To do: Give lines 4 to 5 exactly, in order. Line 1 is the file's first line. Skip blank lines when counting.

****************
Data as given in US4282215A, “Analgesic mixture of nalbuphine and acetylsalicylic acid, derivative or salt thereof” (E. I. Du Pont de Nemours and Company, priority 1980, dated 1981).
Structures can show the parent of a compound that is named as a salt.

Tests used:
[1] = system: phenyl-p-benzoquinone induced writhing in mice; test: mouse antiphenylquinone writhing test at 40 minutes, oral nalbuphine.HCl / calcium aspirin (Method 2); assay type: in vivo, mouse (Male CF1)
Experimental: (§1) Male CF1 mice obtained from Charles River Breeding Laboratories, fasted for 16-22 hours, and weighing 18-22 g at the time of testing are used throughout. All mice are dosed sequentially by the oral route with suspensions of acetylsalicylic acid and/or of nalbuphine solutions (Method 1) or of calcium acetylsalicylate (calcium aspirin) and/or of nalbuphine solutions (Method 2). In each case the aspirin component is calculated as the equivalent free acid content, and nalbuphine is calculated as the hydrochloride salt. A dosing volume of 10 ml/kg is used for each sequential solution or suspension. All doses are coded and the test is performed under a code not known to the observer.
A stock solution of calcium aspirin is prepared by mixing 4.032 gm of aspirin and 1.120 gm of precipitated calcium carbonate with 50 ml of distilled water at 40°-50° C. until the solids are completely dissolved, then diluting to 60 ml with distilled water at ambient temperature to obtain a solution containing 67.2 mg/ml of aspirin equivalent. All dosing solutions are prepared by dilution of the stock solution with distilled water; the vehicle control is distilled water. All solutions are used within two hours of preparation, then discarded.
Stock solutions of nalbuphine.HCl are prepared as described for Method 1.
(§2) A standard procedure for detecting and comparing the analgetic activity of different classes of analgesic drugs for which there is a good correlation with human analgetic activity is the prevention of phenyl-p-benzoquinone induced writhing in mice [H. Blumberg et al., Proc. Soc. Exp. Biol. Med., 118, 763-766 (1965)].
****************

[1] = system: phenyl-p-benzoquinone induced writhing in mice; test: mouse antiphenylquinone writhing test at 40 minutes, oral nalbuphine.HCl / calcium aspirin (Method 2); assay type: in vivo, mouse (Male CF1)
Experimental: (§1) Male CF1 mice obtained from Charles River Breeding Laboratories, fasted for 16-22 hours, and weighing 18-22 g at the time of testing are used throughout. All mice are dosed sequentially by the oral route with suspensions of acetylsalicylic acid and/or of nalbuphine solutions (Method 1) or of calcium acetylsalicylate (calcium aspirin) and/or of nalbuphine solutions (Method 2). In each case the aspirin component is calculated as the equivalent free acid content, and nalbuphine is calculated as the hydrochloride salt. A dosing volume of 10 ml/kg is used for each sequential solution or suspension. All doses are coded and the test is performed under a code not known to the observer.